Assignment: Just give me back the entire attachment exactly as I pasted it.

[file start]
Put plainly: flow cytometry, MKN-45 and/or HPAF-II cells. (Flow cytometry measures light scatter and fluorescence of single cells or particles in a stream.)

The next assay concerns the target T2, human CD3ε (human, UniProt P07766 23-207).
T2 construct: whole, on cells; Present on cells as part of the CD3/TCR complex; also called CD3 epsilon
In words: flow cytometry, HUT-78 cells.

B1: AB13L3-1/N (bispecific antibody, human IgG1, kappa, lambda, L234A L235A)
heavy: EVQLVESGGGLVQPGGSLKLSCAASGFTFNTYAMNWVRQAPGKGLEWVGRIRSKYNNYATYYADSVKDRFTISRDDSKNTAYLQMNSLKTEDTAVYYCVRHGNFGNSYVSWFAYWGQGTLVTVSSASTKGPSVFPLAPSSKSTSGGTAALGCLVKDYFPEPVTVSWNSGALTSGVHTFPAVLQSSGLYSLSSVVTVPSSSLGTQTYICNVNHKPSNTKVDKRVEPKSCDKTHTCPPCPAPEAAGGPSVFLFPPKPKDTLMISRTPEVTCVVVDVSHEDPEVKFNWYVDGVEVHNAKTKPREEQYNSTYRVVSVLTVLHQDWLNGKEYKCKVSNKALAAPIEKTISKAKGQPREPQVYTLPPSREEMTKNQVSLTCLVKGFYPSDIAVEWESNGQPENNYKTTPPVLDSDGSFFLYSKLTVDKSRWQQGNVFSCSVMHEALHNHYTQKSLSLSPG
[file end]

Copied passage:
Put plainly: flow cytometry, MKN-45 and/or HPAF-II cells. (Flow cytometry measures light scatter and fluorescence of single cells or particles in a stream.)

The next assay concerns the target T2, human CD3ε (human, UniProt P07766 23-207).
T2 construct: whole, on cells; Present on cells as part of the CD3/TCR complex; also called CD3 epsilon
In words: flow cytometry, HUT-78 cells.

B1: AB13L3-1/N (bispecific antibody, human IgG1, kappa, lambda, L234A L235A)
heavy: EVQLVESGGGLVQPGGSLKLSCAASGFTFNTYAMNWVRQAPGKGLEWVGRIRSKYNNYATYYADSVKDRFTISRDDSKNTAYLQMNSLKTEDTAVYYCVRHGNFGNSYVSWFAYWGQGTLVTVSSASTKGPSVFPLAPSSKSTSGGTAALGCLVKDYFPEPVTVSWNSGALTSGVHTFPAVLQSSGLYSLSSVVTVPSSSLGTQTYICNVNHKPSNTKVDKRVEPKSCDKTHTCPPCPAPEAAGGPSVFLFPPKPKDTLMISRTPEVTCVVVDVSHEDPEVKFNWYVDGVEVHNAKTKPREEQYNSTYRVVSVLTVLHQDWLNGKEYKCKVSNKALAAPIEKTISKAKGQPREPQVYTLPPSREEMTKNQVSLTCLVKGFYPSDIAVEWESNGQPENNYKTTPPVLDSDGSFFLYSKLTVDKSRWQQGNVFSCSVMHEALHNHYTQKSLSLSPG